18. ^ Keene 2002, p. 46.
  19. ^ Keene 2002, p. 48.
  20. ^ Gordon 2009, pp. 53-55.
  21. ^ a b Gordon 2009, pp. 55-56.
  22. ^ Keene 2002, p. 73.
  23. ^ Keene 2002, p. 78.
  24. ^ Gordon 2009, pp. 57-58.
  25. ^ Keene 2002, pp. 94-96.
  26. ^ Keene 2002, p. 98.
  27. ^ Keene 2002, pp. 102-104.
  28. ^ Takano, p. 256.
  29. ^ a b c Gordon 2009, p. 59.
  30. ^ Keene 2002, p. 121.
  31. ^ Keene 2002, p. 117.
  32. ^ Keene 2002, pp. 105-107.
  33. ^ Keene 2002, p. 133.
  34. ^ Jansen 1995, p. 195.
  35. ^ Keene 2002, p. 143.
  36. ^ Keene 2002, pp. 145-146.
  37. ^ Keene 2002, p. 147.
  38. ^ Keene 2002, p. 171.
  39. ^ Keene 2002, pp. 157-159.
  40. ^ Keene 2002, pp. 160-163.
  41. ^ Gordon 2009, p. 68.
  42. ^ Keene 2002, pp. 163-165.
  43. ^ Keene 2002, p. 168.
  44. ^ Gordon 2009, p. 64.
  45. ^ Jansen 1994, p. 342.
  46. ^ Gordon 2009, p. 63.
  47. ^ Gordon 2009, p. 65.
  48. ^ Keene 2002, p. xi
  49. ^ Bix, Herbert P. (2001). Hirohito and the making of modern Japan (Book) (1st Perennial ed.). New York: Perennial. p. 29. ISBN 978-0060931308.
  50. ^ Baxter, James C. (1994). The Meiji Unification Through the Lens of Ishikawa Prefecture. p. 4. ISBN 9780674564664.
  51. ^ Takahashi, Hiroshi (2008). "Akihito and the Problem of Succession". In Shillony, Ben-Ami. The Emperors of Modern Japan. BRILL. p. 2, 139. ISBN 9789004168220.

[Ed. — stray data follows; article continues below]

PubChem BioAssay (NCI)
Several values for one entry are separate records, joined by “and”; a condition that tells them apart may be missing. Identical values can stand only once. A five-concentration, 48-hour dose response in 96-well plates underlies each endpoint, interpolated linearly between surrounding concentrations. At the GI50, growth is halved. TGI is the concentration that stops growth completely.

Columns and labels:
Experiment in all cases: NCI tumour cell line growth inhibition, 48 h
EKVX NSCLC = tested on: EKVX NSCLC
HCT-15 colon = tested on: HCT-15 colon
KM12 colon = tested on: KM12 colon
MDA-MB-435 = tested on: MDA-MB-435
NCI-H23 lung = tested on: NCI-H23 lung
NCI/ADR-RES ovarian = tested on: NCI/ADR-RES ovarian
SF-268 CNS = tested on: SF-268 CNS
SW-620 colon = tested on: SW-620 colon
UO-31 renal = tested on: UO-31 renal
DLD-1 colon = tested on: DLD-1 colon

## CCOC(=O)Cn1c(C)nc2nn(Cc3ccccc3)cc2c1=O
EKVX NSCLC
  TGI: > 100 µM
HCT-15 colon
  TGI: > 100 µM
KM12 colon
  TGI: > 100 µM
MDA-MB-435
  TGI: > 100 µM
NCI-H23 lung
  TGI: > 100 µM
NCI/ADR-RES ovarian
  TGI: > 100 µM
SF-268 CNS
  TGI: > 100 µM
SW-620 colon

52. ^ Miyoshi, Masao (1991). Off Center: Power and Culture Relations Between Japan and the United States Front Cover. Harvard University Press. p. 170. ISBN 9780674631762. Retrieved 2018.
  53. ^ Connors, Lesley (2010). The Emperor's Adviser: Saionji Kinmochi and Pre-War Japanese Politics. Routledge. p. 58. ISBN 9781136900235. Retrieved 2018.
  54. ^ Keene 2002, p. xiii,332
  55. ^ Starrs, R. (2011). Politics and Religion in Modern Japan: Red Sun, White Lotus. Springer. pp. 71-73. ISBN 9780230336681. Retrieved 2018.
  56. ^ a b c "Archived copy". Archived from the original on December 29, 2016. Retrieved 2016. "Historical Events Today: 1867 - Prince Mutsuhito, 14, becomes Emperor Meiji of Japan (1867-1912).
  57. ^ Takashi, Fujitani (1998). Splendid monarchy: power and pageantry in modern Japan. University of California Press. p. 145. ISBN 978-0-520-21371-5.
  58. ^ " No.589 " (PDF) (in Japanese). Sannohe town hall. Retrieved 2011.
  59. ^ , . . p. 399-400. ISBN 978-4642037389.
  60. ^ "Genealogy". Reichsarchiv. Retrieved 2017.(in Japanese)
  61. ^ Considered by German Japanologist Johannes Justus Rein and described by Francis L. Hawks and Commodore Matthew Perry in their 1856 work, Narrative of the Expedition of an American Squadron to the China Seas and Japan Performed in the Years 1852, 1853 and 1854 under the Command of Commodore M.C. Perry, United States Navy., as the "Opening" of Japan.
  62. ^ The Battle of Port Arthur (203 Koshi) in the Internet Movie Database

Bibliography

External links

Emperor Meiji
Born: 3 November 1852 Died: 30 July 1912
Regnal titles
Preceded by
Emperor K?mei
Emperor of Japan
February 3, 1867 - July 30, 1912
Succeeded by
Emperor Taish?

  This article uses material from the Wikipedia page available here. It is released under the Creative Commons Attribution-Share-Alike License 3.0.

Emperor_Meiji
 



 



 
Music Scenes